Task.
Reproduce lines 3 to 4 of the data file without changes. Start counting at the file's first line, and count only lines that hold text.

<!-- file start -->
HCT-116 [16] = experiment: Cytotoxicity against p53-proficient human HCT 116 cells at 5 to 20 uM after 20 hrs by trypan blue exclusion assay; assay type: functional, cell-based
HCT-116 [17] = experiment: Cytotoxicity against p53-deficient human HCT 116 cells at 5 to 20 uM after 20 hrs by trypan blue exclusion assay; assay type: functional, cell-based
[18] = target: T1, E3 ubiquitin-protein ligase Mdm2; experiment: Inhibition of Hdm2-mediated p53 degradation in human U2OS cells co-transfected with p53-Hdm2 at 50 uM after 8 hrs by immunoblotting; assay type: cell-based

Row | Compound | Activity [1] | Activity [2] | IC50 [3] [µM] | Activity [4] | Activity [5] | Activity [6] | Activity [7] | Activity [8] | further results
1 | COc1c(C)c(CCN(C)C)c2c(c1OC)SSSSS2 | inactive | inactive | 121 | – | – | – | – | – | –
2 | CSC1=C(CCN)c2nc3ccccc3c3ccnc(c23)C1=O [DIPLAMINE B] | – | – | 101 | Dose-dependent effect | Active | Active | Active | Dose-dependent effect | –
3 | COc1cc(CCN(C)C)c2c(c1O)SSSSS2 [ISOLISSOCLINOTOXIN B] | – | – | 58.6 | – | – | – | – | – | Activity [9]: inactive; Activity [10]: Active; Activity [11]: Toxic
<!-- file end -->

[18] = target: T1, E3 ubiquitin-protein ligase Mdm2; experiment: Inhibition of Hdm2-mediated p53 degradation in human U2OS cells co-transfected with p53-Hdm2 at 50 uM after 8 hrs by immunoblotting; assay type: cell-based

Row | Compound | Activity [1] | Activity [2] | IC50 [3] [µM] | Activity [4] | Activity [5] | Activity [6] | Activity [7] | Activity [8] | further results